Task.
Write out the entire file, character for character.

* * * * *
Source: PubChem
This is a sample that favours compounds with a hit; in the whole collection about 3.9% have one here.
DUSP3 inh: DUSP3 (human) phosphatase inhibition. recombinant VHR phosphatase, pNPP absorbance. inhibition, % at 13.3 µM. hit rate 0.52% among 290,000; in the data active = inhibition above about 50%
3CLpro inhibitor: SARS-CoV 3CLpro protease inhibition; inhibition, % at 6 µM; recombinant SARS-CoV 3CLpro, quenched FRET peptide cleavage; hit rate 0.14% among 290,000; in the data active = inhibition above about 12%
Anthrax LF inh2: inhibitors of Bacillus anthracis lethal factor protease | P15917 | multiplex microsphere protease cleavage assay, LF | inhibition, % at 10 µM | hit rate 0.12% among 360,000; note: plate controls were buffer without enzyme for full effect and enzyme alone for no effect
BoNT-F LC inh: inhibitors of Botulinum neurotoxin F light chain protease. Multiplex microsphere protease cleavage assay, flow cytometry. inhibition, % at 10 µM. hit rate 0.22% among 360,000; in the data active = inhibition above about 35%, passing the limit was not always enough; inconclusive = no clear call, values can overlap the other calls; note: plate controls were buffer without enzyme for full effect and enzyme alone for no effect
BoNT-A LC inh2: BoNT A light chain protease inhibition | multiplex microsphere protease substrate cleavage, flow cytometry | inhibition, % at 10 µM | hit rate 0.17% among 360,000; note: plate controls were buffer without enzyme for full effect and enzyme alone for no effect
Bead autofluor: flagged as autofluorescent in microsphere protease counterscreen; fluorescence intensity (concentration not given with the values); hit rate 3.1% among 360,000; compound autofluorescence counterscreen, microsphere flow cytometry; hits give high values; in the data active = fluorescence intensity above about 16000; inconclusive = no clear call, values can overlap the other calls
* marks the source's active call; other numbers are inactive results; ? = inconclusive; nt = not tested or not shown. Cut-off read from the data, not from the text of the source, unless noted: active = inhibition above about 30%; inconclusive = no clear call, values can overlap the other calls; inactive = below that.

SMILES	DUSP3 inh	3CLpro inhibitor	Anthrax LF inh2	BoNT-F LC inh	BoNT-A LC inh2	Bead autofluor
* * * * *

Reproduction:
Source: PubChem
This is a sample that favours compounds with a hit; in the whole collection about 3.9% have one here.
DUSP3 inh: DUSP3 (human) phosphatase inhibition. recombinant VHR phosphatase, pNPP absorbance. inhibition, % at 13.3 µM. hit rate 0.52% among 290,000; in the data active = inhibition above about 50%
3CLpro inhibitor: SARS-CoV 3CLpro protease inhibition; inhibition, % at 6 µM; recombinant SARS-CoV 3CLpro, quenched FRET peptide cleavage; hit rate 0.14% among 290,000; in the data active = inhibition above about 12%
Anthrax LF inh2: inhibitors of Bacillus anthracis lethal factor protease | P15917 | multiplex microsphere protease cleavage assay, LF | inhibition, % at 10 µM | hit rate 0.12% among 360,000; note: plate controls were buffer without enzyme for full effect and enzyme alone for no effect
BoNT-F LC inh: inhibitors of Botulinum neurotoxin F light chain protease. Multiplex microsphere protease cleavage assay, flow cytometry. inhibition, % at 10 µM. hit rate 0.22% among 360,000; in the data active = inhibition above about 35%, passing the limit was not always enough; inconclusive = no clear call, values can overlap the other calls; note: plate controls were buffer without enzyme for full effect and enzyme alone for no effect
BoNT-A LC inh2: BoNT A light chain protease inhibition | multiplex microsphere protease substrate cleavage, flow cytometry | inhibition, % at 10 µM | hit rate 0.17% among 360,000; note: plate controls were buffer without enzyme for full effect and enzyme alone for no effect
Bead autofluor: flagged as autofluorescent in microsphere protease counterscreen; fluorescence intensity (concentration not given with the values); hit rate 3.1% among 360,000; compound autofluorescence counterscreen, microsphere flow cytometry; hits give high values; in the data active = fluorescence intensity above about 16000; inconclusive = no clear call, values can overlap the other calls
* marks the source's active call; other numbers are inactive results; ? = inconclusive; nt = not tested or not shown. Cut-off read from the data, not from the text of the source, unless noted: active = inhibition above about 30%; inconclusive = no clear call, values can overlap the other calls; inactive = below that.

SMILES	DUSP3 inh	3CLpro inhibitor	Anthrax LF inh2	BoNT-F LC inh	BoNT-A LC inh2	Bead autofluor